of the nonwhite minorities, are not so severely affected by structural
violence or institutional racism that they view violent, or even
aggressive challenges to the status quo as legitimate forms of political
Secondly, alternative means of political expression,
available in this country, are unavailable in most "third world"
dictatorships or authoritarian oligarchies. Hence, the mechanisms whereby
the Jews, by way of example, once a despised and demeaned minority in this
country, were able to favorably situate themselves within the system, are
not available in the previously referenced countries. Similarly, the
progress achieved by African Americans in affirmative action, progress
which has been steadily eroded, no doubt, could not have been hoped for by
oppressed minorities in many other countries. Whether we view these
realities as truly empowering or ultimately co-optive does not negate the
fact that they do exist. And as long as they exist, they will be powerful
mechanisms to damper the appeal and feasibility of radical challenges to
the status quo.
Thirdly, while the feasibility of an aggressive, or even
violent challenge to the status quo may be debatable in a small,
minority-based, "third world" dictatorship, in a society as large,
complex, diverse, and, ultimately, as politically conservative as the
United States, such challenges would be used to legitimize severe
repressive measures which would serve to render even milder forms of
dissent less acceptable. While presented here in hypothetical terms, this
is actually a recurrent lesson which American history has taught us.
The history of "third world" revolutionary change is no
more encouraging. Frantz Fanon, in the Wretched of the Earth, his analysis
of the Algerian decolonization struggle, saw decolonizing violence as a
cathartic agent which would create a new liberated man. The sad reality
created by that violence is documented by Fanon in the last chapter of his
work. It led to a litany of mental disorders, which Fanon, a trained
psychiatrist, documented all too well. Wreaked lives which the leaders of
the nationalist struggle were ill-prepared to repair. Furthermore, thirty
years later, the remnants of the nationalist regime which the revolution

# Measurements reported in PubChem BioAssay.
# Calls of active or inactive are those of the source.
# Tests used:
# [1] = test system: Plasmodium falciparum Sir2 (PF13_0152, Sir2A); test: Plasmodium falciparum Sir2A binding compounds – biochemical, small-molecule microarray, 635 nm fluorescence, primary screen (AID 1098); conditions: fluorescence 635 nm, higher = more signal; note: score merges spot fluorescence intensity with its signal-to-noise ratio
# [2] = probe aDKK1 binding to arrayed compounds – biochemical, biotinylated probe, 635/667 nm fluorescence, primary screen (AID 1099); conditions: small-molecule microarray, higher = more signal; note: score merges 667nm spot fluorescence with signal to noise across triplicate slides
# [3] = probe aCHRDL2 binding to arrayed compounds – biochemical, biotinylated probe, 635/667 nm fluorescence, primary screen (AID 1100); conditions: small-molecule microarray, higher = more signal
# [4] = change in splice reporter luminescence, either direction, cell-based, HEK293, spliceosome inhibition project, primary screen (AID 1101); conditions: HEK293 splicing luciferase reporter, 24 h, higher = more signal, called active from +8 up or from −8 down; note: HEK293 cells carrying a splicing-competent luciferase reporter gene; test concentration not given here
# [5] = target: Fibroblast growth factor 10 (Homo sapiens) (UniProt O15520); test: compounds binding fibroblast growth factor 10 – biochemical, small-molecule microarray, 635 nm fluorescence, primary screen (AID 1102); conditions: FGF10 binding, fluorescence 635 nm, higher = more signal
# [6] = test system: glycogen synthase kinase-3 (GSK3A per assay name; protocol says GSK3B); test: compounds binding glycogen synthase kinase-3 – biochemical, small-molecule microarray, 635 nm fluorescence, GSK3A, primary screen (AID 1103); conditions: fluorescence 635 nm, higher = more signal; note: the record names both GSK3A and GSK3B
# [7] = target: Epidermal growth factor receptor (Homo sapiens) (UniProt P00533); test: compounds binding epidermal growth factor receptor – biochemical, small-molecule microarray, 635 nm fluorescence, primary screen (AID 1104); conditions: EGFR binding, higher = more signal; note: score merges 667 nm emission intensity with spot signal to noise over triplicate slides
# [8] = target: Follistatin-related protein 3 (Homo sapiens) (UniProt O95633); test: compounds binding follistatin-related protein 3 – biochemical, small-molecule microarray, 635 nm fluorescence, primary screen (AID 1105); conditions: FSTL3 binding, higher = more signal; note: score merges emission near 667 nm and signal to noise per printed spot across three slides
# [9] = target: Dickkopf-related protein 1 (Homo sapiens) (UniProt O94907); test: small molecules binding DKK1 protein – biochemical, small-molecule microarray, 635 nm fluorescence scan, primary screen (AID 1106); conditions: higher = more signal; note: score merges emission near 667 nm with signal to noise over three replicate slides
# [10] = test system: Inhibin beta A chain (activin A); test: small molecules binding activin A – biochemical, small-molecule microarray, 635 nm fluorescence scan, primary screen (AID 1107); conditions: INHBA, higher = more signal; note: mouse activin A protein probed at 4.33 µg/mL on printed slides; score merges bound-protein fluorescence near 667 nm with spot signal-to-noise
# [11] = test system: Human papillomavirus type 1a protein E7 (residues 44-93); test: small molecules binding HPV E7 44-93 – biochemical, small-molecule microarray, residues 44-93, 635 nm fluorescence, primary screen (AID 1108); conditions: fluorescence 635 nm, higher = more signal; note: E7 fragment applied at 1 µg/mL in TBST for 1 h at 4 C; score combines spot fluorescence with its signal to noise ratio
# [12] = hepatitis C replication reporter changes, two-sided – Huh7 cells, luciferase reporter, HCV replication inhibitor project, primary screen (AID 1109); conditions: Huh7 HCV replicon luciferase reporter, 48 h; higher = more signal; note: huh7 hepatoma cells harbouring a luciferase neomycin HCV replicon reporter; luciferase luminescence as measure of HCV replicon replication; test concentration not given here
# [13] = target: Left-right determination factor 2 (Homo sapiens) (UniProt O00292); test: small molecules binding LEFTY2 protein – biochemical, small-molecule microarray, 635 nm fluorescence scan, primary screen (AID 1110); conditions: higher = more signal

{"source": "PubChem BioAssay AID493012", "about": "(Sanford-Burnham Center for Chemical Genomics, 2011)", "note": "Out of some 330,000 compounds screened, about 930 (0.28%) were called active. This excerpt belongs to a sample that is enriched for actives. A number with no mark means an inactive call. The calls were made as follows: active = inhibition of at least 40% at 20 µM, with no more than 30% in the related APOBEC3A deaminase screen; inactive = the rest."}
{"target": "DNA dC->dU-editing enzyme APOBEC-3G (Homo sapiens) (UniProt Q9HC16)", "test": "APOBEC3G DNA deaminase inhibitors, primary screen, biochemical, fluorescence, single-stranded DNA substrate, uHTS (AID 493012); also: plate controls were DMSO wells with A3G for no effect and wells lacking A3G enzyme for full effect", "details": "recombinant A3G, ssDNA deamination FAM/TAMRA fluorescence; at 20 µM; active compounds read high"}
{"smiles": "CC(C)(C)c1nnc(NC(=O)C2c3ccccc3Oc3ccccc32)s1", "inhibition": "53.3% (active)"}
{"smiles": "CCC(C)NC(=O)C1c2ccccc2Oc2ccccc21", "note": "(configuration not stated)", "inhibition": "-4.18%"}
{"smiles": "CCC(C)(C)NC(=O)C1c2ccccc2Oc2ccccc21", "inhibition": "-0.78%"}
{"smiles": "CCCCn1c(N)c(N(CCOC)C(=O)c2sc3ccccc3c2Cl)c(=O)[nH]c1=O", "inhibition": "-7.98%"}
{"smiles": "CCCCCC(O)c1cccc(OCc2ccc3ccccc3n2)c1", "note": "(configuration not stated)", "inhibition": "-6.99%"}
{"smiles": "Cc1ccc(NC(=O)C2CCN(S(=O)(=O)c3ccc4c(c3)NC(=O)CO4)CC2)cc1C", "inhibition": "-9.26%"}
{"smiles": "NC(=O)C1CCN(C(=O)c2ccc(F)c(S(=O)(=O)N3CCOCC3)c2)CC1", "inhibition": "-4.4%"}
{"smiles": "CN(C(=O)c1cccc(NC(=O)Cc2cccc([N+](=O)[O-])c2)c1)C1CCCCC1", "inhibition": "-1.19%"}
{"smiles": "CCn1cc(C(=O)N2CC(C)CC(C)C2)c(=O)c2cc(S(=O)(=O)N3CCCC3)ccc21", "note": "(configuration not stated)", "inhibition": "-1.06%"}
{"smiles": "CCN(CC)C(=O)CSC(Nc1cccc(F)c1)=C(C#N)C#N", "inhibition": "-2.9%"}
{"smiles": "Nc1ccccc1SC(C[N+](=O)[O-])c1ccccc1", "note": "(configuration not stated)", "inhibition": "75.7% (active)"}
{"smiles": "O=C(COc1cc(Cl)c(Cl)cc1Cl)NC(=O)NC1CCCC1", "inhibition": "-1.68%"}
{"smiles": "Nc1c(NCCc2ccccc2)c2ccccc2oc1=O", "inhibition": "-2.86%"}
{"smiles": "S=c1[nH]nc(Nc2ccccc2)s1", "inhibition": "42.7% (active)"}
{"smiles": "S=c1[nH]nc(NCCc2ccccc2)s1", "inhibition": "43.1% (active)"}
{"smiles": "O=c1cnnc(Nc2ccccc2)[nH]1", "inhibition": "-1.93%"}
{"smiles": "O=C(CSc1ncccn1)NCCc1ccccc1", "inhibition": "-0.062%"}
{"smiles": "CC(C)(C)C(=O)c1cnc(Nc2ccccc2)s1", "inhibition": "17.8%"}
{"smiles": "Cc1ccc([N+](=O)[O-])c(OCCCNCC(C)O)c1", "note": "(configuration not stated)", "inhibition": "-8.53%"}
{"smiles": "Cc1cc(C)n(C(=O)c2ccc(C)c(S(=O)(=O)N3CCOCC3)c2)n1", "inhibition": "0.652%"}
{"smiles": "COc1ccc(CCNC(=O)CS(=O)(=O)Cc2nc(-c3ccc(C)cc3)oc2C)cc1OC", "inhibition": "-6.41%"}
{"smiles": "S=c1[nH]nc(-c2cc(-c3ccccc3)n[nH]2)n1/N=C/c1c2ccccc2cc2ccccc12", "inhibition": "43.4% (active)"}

brought to power would be all too willing participants in a bloodbath that
would rival anything the former French colonizers had visited upon the
Archbishop Dom Helder Camara, has pointed out that once
a spiral of violence begins, it operates on its own internal logic.
Injustice leads to revolt. Revolt induces repression. Repression leads to
greater injustices, which in turn encourage more radical forms of revolt.
These then induce more severe forms of repression. This spiral continues,
unbroken. The challenge for theologians in this age, when the potential
destructiveness of war is so great it threatens the very existence of our
world, is to devise strategies which can meaningfully enhance our
collective wellbeing by peacefully altering the mechanisms of structural
violence and institutionalized racism. Muslim theologians, if we are truly
"Heirs of the Prophets," Peace and Blessings of God be upon them, should
not shy away from this challenge. However, in attempting to meet it, we
must resist the temptation to resuscitate the failed strategies, stale
ideas, and outdated methods of an ineffective "third world" revolution.
In a not too distant past, when standards of political
correctness were more closely associated with truth, and not selfish and
narrow political agendas, John Kennedy said, "Those who make peaceful
revolution impossible will make violent revolution inevitable." The great
theologian Reinhold Niebubr declared, "In the social struggle we are
either on the side of privilege or need." If these two white Americans,
who were "privileged" in every sense of that somewhat trite expression,
can advocate for the need to challenge oppressive social relations, it
would be an unforgivable travesty for our voices to fall silent.
The question for us is, "How can we best address the